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Progressive Rock CD Reviews

State Urge

Confrontation

Review by Gary Hill

A candidate for best of 2015, I love this album. I liked their earlier one that I reviewed, but this is even better. It’s got such a great mix of sounds. It’s a dramatic and powerful ride. It never disappoints, either. This Polish prog band have outdone themselves. If you’ve liked them in the past, you must get this. If you’ve never heard them, this would be a great starting place.

This review is available in book format (hardcover and paperback) in Music Street Journal: 2015  Volume 3 at lulu.com/strangesound.

Track by Track Review
Confrontation

Keyboards start this. The vocals join along with some more rocking elements. The cut resembles a combination of modern prog with modern metal. This eventually segues straight into the next number.

Revival
Shifting this way and that, the extended opening instrumental section gets really intense at times. I love the retro organ sound. There is a weird twist out to a pure jazz treatment that works really well.  A couple minutes in the track shifts to something that feels like a continuation of the opener. The first vocals come in over the top of this new movement. The piece continues to evolve from there in dramatic modern progressive rock fashion.
Liquid Disease
An energized and dynamic example of modern progressive rock, this also feels like a continuation of what has come before it. It is evocative, powerful and ever changing. The length of this (7:10) lands it in near epic territory. The musical shifts and changes add to that effect. It is really an impressive piece of music.
Cold as a Lie
A pretty keyboard tapestry brings this in from the previous number. It has a definite classic prog vibe to it as the vocals come over this moody backdrop. It’s a couple minutes in before it powers out from there. It loses no magic in the process. In some ways, this reminds me quite a bit of Nektar. It’s a great cut and one of my favorites here. An organ eventually takes this into the next number.
Midnight Mistress
Organ weaves melody on the introduction to this piece. It works through shifts and changes and gets incredibly intense as it continues. This is a perfect example of great modern progressive rock. It has harder rocking sections counterpointed by mellower ones. Yet they all work together to tell one cohesive musical tale. This is so intense at times. It’s one of my favorites here. It has some very dramatic and powerful sections.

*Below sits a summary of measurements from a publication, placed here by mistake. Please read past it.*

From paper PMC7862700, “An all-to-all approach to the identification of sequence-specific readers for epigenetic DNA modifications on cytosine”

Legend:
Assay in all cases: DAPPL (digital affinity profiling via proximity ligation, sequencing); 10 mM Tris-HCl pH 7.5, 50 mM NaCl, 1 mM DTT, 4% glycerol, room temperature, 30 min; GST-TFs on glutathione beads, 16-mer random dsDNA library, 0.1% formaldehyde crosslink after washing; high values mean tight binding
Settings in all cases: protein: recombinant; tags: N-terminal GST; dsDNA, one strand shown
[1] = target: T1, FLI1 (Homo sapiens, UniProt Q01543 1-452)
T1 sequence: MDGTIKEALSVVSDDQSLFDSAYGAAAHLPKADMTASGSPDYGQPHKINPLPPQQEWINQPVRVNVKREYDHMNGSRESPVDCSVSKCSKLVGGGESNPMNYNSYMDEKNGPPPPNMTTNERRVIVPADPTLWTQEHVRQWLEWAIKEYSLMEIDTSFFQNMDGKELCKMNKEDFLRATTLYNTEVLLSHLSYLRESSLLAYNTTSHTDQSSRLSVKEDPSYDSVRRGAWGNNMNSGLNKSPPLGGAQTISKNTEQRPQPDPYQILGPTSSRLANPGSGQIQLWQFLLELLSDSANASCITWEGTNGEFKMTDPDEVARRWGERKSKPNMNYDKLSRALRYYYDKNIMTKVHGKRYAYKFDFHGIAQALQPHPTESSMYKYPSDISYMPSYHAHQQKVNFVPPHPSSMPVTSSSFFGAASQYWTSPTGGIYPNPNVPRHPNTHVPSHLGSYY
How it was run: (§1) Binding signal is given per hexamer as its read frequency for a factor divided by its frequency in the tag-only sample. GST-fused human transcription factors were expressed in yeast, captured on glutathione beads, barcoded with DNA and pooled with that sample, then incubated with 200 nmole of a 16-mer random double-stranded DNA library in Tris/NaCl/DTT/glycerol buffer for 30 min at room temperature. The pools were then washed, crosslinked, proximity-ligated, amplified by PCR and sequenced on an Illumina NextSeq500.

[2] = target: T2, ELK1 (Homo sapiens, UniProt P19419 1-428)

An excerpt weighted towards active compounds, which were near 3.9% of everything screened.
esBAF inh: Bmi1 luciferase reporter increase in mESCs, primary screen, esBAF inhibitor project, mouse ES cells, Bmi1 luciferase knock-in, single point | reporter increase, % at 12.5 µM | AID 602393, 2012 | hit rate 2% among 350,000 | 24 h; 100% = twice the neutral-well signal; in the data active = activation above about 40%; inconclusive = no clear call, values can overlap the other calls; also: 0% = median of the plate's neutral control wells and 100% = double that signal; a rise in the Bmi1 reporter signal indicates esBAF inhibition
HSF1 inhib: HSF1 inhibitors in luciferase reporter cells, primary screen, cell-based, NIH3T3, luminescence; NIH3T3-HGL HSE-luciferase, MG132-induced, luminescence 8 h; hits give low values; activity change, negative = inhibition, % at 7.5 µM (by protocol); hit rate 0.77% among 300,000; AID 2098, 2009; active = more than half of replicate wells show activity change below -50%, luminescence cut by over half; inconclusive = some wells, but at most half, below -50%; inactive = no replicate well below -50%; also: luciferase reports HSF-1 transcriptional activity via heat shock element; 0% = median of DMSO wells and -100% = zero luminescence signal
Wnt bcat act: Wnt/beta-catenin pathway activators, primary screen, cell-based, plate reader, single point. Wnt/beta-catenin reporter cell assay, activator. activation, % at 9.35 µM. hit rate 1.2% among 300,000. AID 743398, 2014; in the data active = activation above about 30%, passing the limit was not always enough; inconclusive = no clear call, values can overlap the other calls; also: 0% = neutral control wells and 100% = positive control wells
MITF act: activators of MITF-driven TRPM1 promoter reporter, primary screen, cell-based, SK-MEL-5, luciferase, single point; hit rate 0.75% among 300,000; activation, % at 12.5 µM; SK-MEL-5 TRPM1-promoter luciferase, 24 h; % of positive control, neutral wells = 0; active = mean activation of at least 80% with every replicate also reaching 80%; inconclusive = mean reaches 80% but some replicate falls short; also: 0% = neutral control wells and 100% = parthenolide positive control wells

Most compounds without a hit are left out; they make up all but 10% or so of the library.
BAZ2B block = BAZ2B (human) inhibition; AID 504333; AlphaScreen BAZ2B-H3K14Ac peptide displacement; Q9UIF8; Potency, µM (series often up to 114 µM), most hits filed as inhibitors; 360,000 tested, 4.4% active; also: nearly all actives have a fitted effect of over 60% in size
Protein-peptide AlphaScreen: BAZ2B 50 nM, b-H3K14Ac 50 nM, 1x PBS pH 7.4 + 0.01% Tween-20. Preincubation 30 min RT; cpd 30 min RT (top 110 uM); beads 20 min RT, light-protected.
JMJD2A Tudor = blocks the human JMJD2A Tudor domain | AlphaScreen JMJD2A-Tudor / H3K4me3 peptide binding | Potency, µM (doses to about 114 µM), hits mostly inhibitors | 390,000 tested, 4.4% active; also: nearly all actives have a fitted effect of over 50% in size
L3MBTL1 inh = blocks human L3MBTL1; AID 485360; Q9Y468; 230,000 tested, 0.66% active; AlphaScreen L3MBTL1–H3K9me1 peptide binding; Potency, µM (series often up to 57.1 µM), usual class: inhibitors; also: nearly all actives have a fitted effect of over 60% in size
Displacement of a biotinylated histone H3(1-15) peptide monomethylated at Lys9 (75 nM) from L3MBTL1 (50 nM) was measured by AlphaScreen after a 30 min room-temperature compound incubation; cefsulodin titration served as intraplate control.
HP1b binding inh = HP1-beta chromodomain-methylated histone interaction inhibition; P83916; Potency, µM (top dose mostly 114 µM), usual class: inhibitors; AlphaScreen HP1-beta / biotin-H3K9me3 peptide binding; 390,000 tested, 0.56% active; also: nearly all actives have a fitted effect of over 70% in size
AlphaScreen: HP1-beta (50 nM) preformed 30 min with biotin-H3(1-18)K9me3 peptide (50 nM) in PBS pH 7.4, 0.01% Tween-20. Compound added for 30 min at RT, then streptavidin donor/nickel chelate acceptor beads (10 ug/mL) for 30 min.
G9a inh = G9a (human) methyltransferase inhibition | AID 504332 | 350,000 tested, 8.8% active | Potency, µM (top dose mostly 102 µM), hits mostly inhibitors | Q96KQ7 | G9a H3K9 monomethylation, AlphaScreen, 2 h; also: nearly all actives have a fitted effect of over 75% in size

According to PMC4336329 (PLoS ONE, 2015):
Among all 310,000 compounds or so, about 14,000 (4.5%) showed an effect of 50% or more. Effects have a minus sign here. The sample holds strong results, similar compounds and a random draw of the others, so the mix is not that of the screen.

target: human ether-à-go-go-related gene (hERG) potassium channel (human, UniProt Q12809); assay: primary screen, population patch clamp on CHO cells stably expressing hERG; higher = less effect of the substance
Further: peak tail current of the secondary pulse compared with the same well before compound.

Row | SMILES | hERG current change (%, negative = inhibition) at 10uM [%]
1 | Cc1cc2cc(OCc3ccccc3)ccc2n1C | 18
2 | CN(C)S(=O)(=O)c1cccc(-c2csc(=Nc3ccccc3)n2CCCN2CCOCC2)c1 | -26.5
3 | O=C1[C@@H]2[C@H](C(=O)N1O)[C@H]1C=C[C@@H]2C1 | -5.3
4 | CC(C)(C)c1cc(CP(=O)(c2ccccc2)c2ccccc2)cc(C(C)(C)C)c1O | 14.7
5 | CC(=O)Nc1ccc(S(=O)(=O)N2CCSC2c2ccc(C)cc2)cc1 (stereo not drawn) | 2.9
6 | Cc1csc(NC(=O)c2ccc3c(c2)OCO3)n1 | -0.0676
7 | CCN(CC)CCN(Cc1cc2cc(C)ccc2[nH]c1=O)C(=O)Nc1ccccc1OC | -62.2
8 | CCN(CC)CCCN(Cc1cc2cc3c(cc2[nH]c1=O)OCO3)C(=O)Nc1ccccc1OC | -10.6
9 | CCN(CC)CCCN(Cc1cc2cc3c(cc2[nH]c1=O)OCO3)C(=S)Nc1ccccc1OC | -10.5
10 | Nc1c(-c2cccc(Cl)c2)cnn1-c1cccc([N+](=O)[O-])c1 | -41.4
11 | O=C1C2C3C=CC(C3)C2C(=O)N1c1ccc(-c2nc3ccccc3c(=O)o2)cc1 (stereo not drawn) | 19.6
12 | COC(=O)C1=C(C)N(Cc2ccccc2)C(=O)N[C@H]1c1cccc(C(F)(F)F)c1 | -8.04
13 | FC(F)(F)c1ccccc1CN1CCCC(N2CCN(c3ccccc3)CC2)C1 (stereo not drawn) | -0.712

New Season
This is a balladic piece for the first two minutes plus. It’s moody and very pretty with acoustic guitar really leading the way. That guitar gets some real chances to shine in some intricate soloing. The cut gets intensified with a more full arrangement and some rocking sounds after a time. There’s a tasteful guitar solo during this powered up section, too.
Before the Dawn
At four minutes in length, this is one of the shorter cuts here. It has a real soaring modern progressive rock sound. It’s also got some high energy moments. It gets into mellower territory at times, too. This makes me think of Pink Floyd along with acts like RPWL and Porcupine Tree.
More
The first couple minutes of this are set within a minimalist kind of mellower motif. It powers out after that into a different kind of keyboard dominated movement. It has more energy and intensity. There’s something in this section that sounds a lot like theremin. The piece continues to evolve as guitar takes more of a central role. This piece is the true epic of the album, clocking in at over ten minutes in length. It’s also one of the most dynamic, growing through a lot of different sections. It’s my favorite piece here. It is just packed with so many tasty sections. That makes it the best choice for closer of anything here.
 
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